# Use polar coordinates to evaluate.

1. Oct 15, 2009

### Ral

1. The problem statement, all variables and given/known data
http://img162.imageshack.us/img162/9831/97118623.jpg [Broken]

2. Relevant equations

3. The attempt at a solution
I first drew R, and from the circle equation, I know the radius of the circle is 12.5. Since the region is in the first quadrant, that'll mean that my limits of integration for r and theta would be$$\int^{2\pi}_{0}\int^{12.5}_{0}$$

I'm getting confused on how to do the actual integration. My professor said to integrate by parts, but I'm still getting confused when doing it.

Last edited by a moderator: May 4, 2017
2. Oct 15, 2009

### lanedance

does that say
$$e^\infty$$
what does that mean?

the radius is not 12.5, try looking at when y=0, what is x? This will be the point of the circle on the x axis. Also it should be theta from 0 to pi/2

now what is an area element dA in polar coordinates? Then set up you double integral with integrands, limits & the function in polar cooordinates, so we can see what the integral actually is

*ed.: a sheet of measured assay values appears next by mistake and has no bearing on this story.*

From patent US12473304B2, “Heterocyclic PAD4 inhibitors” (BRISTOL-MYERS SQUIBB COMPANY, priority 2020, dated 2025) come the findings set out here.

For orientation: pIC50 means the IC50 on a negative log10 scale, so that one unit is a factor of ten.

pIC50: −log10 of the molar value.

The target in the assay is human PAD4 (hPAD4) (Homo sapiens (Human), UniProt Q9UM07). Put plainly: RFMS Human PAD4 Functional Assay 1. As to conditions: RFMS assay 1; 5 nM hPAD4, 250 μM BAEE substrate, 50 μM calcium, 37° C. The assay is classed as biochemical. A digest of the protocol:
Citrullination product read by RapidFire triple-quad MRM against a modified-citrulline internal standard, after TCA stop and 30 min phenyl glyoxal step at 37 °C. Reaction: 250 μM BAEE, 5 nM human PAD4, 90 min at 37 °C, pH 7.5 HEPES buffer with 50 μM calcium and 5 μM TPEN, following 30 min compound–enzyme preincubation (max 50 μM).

Last edited by a moderator: May 4, 2017
3. Oct 15, 2009

### Staff: Mentor

No, the radius is not 12.5.
As already noted, the radius is not 12.5. Also, the region is not the entire circle, but just the part in the first quadrant.
Show us your converted polar-form double integral and we can go from there.

Last edited by a moderator: May 4, 2017
4. Oct 15, 2009

### Staff: Mentor

I believe it is ex, but you're right, it is a bit hard to read.

5. Oct 15, 2009

### Ral

Geez, making such stupid mistakes. That part that's hard to read is e^x, sorry about that. I'll retype it here.

$$\int\int_{R}ye^x$$

So when I go into polar coordinates, I replace x and y with $$rcos\vartheta$$ and $$rsin\vartheta$$ I get

$$\int^{\pi/2}_{0}\int^{5}_{0}rsin\vartheta*e^{rcos\vartheta} rdrd\vartheta$$

From there, I'm getting lost. Just realized I was missing an r too.

Last edited: Oct 15, 2009
6. Oct 15, 2009

### Staff: Mentor

You're missing a factor of r. dx dy --> r dr d$\theta$.
Your first integral is with respect to r. It essentially looks like this:
$$A\int r^2 e^{Br}dr$$
where A = sin$\theta$ and B = cos$\theta$.

Since you're going to integrate with respect to r first, the sine factor can be treated as a constant. So can the cosine factor in the exponent on e.

This looks like a job for integration by parts to me. You'd like to get a new integral with a single factor r and the exponential factor in the integrand, and then do integration by parts one more time to get an integral with no factors of r, and just the exponential.

7. Oct 15, 2009

### lanedance

makes a bit more sense